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PLoS One. 2014 Sep 19;9(9):e108310. doi: 10.1371/journal.pone.0108310. eCollection 2014.

Common hydrogen bond interactions in diverse phosphoryl transfer active sites.

Author information

1
Department of Biochemistry and Molecular Biology, School of Medicine, Oregon Health and Science University, Portland, Oregon, United States of America.
2
Center for Computational Sciences and the Department of Chemistry and Biochemistry, Duquesne University, Pittsburgh, Pennsylvania, United States of America.

Abstract

Phosphoryl transfer reactions figure prominently in energy metabolism, signaling, transport and motility. Prior detailed studies of selected systems have highlighted mechanistic features that distinguish different phosphoryl transfer enzymes. Here, a top-down approach is developed for comparing statistically the active site configurations between populations of diverse structures in the Protein Data Bank, and it reveals patterns of hydrogen bonding that transcend enzyme families. Through analysis of large samples of structures, insights are drawn at a level of detail exceeding the experimental precision of an individual structure. In phosphagen kinases, for example, hydrogen bonds with the O3β of the nucleotide substrate are revealed as analogous to those in unrelated G proteins. In G proteins and other enzymes, interactions with O3β have been understood in terms of electrostatic favoring of the transition state. Ground state quantum mechanical calculations on model compounds show that the active site interactions highlighted in our database analysis can affect substrate phosphate charge and bond length, in ways that are consistent with prior experimental observations, by modulating hyperconjugative orbital interactions that weaken the scissile bond. Testing experimentally the inference about the importance of O3β interactions in phosphagen kinases, mutation of arginine kinase Arg280 decreases kcat, as predicted, with little impact upon KM.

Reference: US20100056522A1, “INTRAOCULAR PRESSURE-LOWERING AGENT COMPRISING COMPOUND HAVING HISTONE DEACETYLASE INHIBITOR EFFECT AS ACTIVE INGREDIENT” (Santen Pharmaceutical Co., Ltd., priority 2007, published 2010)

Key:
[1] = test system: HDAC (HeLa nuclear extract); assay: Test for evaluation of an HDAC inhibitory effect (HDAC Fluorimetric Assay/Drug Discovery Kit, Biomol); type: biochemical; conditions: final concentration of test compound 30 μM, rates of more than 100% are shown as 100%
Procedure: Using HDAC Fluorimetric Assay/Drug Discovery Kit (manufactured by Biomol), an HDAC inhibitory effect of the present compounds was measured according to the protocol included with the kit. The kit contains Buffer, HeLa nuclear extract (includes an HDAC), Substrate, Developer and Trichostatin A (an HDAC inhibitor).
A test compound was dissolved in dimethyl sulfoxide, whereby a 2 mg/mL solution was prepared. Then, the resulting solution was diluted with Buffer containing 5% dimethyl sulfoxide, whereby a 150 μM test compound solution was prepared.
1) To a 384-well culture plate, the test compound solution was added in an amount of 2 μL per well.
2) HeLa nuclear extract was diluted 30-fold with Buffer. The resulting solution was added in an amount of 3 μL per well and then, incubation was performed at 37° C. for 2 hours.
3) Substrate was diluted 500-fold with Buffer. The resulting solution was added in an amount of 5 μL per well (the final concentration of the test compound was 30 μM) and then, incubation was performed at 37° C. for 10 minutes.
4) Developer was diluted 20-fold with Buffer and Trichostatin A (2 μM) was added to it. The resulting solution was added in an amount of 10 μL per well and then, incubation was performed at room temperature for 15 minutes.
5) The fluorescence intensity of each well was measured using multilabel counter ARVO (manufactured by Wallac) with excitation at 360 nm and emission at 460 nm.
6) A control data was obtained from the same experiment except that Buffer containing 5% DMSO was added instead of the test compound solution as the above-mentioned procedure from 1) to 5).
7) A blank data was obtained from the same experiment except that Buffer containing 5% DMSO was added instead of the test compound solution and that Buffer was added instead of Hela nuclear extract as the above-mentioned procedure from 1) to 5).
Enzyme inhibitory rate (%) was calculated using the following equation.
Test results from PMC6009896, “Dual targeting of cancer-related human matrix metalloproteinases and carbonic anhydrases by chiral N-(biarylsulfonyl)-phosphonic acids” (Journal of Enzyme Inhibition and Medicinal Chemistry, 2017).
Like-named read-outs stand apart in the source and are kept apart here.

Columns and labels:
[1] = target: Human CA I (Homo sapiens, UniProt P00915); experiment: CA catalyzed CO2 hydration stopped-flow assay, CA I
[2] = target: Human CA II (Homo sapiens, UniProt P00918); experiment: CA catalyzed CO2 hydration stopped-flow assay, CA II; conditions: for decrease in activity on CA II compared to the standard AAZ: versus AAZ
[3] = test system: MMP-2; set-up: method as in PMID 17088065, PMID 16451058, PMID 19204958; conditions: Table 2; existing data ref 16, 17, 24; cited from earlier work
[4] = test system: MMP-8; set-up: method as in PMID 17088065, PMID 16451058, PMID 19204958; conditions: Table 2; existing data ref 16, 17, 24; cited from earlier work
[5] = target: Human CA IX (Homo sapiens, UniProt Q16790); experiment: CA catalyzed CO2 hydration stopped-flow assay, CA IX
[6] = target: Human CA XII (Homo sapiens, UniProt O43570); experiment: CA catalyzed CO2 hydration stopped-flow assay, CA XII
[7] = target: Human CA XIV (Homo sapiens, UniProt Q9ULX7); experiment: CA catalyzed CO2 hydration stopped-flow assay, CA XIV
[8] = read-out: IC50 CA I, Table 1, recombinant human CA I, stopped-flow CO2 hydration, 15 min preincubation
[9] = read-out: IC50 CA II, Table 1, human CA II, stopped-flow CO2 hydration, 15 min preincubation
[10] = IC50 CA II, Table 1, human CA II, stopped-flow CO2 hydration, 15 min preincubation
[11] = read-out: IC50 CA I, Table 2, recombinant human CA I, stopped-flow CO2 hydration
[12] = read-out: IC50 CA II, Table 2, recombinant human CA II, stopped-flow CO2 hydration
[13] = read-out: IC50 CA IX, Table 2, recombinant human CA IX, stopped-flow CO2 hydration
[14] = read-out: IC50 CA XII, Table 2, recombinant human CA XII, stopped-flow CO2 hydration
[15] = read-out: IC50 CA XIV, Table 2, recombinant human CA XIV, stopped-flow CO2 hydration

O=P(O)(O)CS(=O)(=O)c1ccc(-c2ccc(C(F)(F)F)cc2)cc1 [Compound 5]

PMID:
25238155
PMCID:
PMC4169622
DOI:
10.1371/journal.pone.0108310
[Indexed for MEDLINE]
Free PMC Article

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